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Sales Strategy 2016: Is prospecting getting harder for sales people?

The state of inbound marketing report 2016 is now available. As a Hubspot Partner agency we had the privilege to have a sneak peek under the hood last week.

We were searching for data to validate a gnawing hunch: is prospecting getting harder for sales people in 2016?

From a company perspective, the usual reasons always pop up:

  • Poor economic times
  • Deteriorating exchange rate of the Rand (ZAR) to GBP, USD and EUR
  • Political pressure and the shift in political power.

Many companies in South Africa are struggling with poor sales. Some of this is because of the usual gaps, between their sales people and sales strategy:

  • Poor product knowledge
  • Poor sales activity reporting
  • Overpriced product
  • Poor sales skills.

The trouble is that if you take the reasons the company is performing badly and add the usual sales people gaps, they explain a good portion of the decline in performance, but not all of it. I have thus been asking myself, is there something bigger at play. My logic is that all of the usual reasons have been around for ages. All that has changed now is how bad the currency is today or how much political pressure is being felt in the country. Since all of these things are always at play we have a feel for them and that “feel” isn’t accounting for the full extent of our collective pain. I suspect that a structural shift in buyer behaviour is present.

Two of the many interesting results in the State of Inbound Marketing report 2016 which I would like to draw your attention to are:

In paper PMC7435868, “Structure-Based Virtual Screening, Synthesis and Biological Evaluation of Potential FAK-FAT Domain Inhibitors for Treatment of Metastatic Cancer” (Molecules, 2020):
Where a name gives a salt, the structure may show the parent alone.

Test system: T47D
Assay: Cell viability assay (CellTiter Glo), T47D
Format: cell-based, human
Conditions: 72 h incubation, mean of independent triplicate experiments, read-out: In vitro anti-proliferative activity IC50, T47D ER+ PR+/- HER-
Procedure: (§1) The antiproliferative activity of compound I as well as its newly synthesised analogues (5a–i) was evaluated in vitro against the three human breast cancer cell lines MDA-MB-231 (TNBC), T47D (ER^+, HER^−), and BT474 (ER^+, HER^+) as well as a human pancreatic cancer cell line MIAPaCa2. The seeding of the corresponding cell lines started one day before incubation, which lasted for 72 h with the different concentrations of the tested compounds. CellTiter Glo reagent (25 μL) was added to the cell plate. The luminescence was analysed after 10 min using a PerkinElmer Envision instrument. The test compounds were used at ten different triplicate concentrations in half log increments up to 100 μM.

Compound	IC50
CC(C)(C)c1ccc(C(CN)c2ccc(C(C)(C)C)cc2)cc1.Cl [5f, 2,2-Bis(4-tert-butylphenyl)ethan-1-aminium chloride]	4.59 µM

1. Compared to 2-3 years ago, 57% of buyers see themselves as less dependent on a sales person than in the past.

2. When asked: at what point in the buying process do you want to talk to a sales person:

  • 19% said “when I’m first learning about the product”
  • 60% said “after I’ve researched and have a short list”
  • 20% said “after I’ve reviewed my shortlist and am ready to buy”

 What this shows is that buyer’s no longer go to a sales person for their initial learning about the product or service they are buying. The sales person is getting to the conversation too late. It’s like trying to invite someone on a date as they’re getting into their car on the way to a date with someone else!

62% of people turn to a search engine or visit a company’s official website when they want to learn more about a product or service. (And not to a sales person, as they did in the past).

Also noteworthy is that: when sales people were asked: “What is more difficult to do in sales now, compared to 2 or 3 years ago”, the top 5 most difficult aspects were:

  • Getting a response from prospects
  • Closing deals
  • Engaging multiple decision makers at a company
  • Identifying/prospecting good leads
  • Avoiding discounting/negotiation

These symptoms can all be traced back to: getting to the conversation late. Which is all because of the shift to searching on Google for “first learning about the product”.

All of stats here are from The HubSpot State of Inbound 2016 report. You can download your copy of the report below. Its based on 4 500 respondents. They are mainly in small to mid-sized companies across 132 countries.


So to answer the title question: Yes sales prospecting is indeed getting harder for sales people. It’s because the buyer of today has access to so much more information on the internet now than they did in the past. Companies doing inbound marketing are thus best placed to improve their sales performance by making sure they are the company website being visited when the buyer turns to Google for information. The second point to note is that there is indeed something structural which has put further pressure on South African sales people’s ability to close more deals: increasing use of the internet.

Turn to this ebook which we wrote to explain what you need to know about marketing strategy and inbound marketing so that you can be the website that people turn to for information online. (And hence deal with the challenging times of harder prospecting.)

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